Five thoughts after Sunday’s playoff race at Texas Motor Speedway…
1. Didn’t see that coming
It’s not like Kevin Harvick was an upset winner at Texas, but his victory Sunday was definitely a surprise.
Did you expect him to win? I didn’t.
First of all, Harvick had never gone to victory lane at Texas. So there’s that.
But who would have legitimately picked Harvick to win at a 1.5-mile track when those races have been completely dominated by Martin Truex Jr. lately? It’s not like Harvick or his Stewart-Haas Racing teammates had a bunch of wins since moving to Ford, either; the only victories for SHR this season had been Harvick’s road course win at Sonoma and Kurt Busch’s restrictor-plate win in the Daytona 500.
So when Harvick tracked down Truex and passed him like it was nothing? Wow! That was both a show of power and an unexpected outcome — although crew chief Rodney Childers noted the team has been bringing more speed over the last month.
“I feel like we should have won more races this year,” Childers said. “It’s disappointing. I don’t like to lose. It’s been a hard year. So to finally get one back into victory lane, to feel like we have something we can race with the last four or five weeks, (that) has been impressive to me.”
Maybe everyone wasn’t paying enough attention as the No. 4 team crept back toward winning again. Guilty as charged here.
But either way, Harvick and Childers have served notice they’re back and are capable of winning another title.
After all, you never want to let the hard-nosed Harvick get a whiff of potential victory if you’re one of his competitors.
2. Truex vulnerable?
Almost immediately after the race, Martin Truex Jr. — unprompted — tried to get in front of the potential storyline that his team had somehow lost momentum by finally failing to win a 1.5-mile track race.
“People are going to say, ‘Well, I think the balance of power (has shifted)’ and ‘Did Harvick steal our confidence by beating us at the end?'” he said. “All that Voodoo stuff I’m sure will be brought up.
“The bottom line is our last run we weren’t as good as we needed to be. We got beat, but we still did what we needed to do. … To think we came up eight laps short…is pretty good.”
It’s true Truex has been dominant on 1.5-milers (he’d won four in a row and six overall this season), but his playoffs have been a bit odd compared to the regular season. Where Truex won 18 stages in 26 regular-season races, he’s won just one stage in the eight playoff races.
That’s a bit misleading considering he has three wins in the playoffs, but it still could be a sign the team isn’t unloading as fast off the truck as it was earlier in the year.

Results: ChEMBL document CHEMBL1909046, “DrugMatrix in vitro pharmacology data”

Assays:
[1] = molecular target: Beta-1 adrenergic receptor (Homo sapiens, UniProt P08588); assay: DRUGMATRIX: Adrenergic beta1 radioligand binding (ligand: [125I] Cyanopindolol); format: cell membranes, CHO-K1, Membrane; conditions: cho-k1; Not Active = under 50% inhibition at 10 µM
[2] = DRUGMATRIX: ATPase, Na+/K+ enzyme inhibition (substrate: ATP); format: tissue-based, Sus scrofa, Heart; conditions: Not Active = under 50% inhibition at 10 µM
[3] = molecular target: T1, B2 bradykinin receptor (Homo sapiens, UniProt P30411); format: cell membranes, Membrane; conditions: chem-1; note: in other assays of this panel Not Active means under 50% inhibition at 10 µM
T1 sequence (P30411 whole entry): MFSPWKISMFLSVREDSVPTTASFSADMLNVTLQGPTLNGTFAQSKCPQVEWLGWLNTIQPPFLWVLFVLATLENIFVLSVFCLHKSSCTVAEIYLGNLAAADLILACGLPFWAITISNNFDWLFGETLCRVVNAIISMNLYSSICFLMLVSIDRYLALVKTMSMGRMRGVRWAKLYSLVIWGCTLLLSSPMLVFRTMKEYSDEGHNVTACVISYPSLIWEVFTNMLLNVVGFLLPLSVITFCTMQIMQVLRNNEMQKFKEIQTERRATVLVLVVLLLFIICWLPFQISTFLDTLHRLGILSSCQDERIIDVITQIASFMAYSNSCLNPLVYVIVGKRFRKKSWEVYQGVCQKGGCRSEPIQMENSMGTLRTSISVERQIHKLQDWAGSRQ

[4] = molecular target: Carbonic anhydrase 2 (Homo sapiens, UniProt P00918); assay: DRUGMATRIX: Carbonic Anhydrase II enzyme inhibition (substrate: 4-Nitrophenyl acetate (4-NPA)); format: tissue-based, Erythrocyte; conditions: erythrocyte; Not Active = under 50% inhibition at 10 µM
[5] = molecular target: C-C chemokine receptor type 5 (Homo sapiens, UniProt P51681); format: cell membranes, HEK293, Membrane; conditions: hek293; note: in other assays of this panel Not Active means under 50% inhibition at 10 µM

Yes, Truex will still be the favorite going into Homestead no matter what. But Harvick tracking him down and passing him late in a playoff race on a 1.5-miler shows the 78 team is certainly beatable in the right circumstances.
3. Last One In
In theory, there are five drivers fighting for one spot at Phoenix. Personally, I think it’s more like two.
Brad Keselowski currently holds the final playoff spot by 19 points over Denny Hamlin. I think the race will come down to those two.
Sure, Ryan Blaney is within range — he’s only 22 points behind Keselowski. But although the Wood Brothers Racing driver has two top-10s in three Phoenix starts, I don’t see him outrunning the other two drivers by enough points to make it.
Then there’s Jimmie Johnson and Chase Elliott, but it’s hard to imagine either of them winning outright — which will be a must next week.
So the battle is likely between Keselowski and Hamlin. And even though he’s behind, I’ll give the edge to Hamlin.
Here’s why: If you recall, Toyota drivers dominated the two New Hampshire races this summer — those drivers led 589 of 601 laps at NHMS this year — and that track is a 1-mile flat oval that is the most similar to Phoenix.
With stage points playing such a factor in the standings these days, I can envision Hamlin running in the top three and chipping away at Keselowski’s lead before the halfway point — then outrunning him in better equipment at the finish.
Nothing against Keselowski, but it just seems like the better bet is the team that has consistently shown more speed.
4. The Levy Was Dry
Barring a Johnson or Elliott victory at Phoenix, Chevrolet is headed toward being shut out from Homestead for the first time in the existence of the new format.
Chevy had two entries among the final four the first two years of the championship race, then had one entry last year. Toyota has had at least one driver every season — and will now have at least two for the second straight year — and Ford missed 2015 but had one in the other two seasons.
Even though we know Hendrick Motorsports has been down this season, it’s still jarring to think of no Chevrolets running for the title — especially since many people viewed Chip Ganassi Racing’s Kyle Larson as a lock to make it.
A lot of people are banking on the new Camaro changing Chevrolet’s fortunes next year, but I’m not sure it will be that simple.
Hey, remember last week at Martinsville when the race was totally awesome and featured thrilling battles for the entire 3.5-hour event?
And remember how energized everyone seemed after so much excitement and drama that showcased the best of what this playoff format has to offer?
And remember how the race was so good that we talked about it for the like whole week?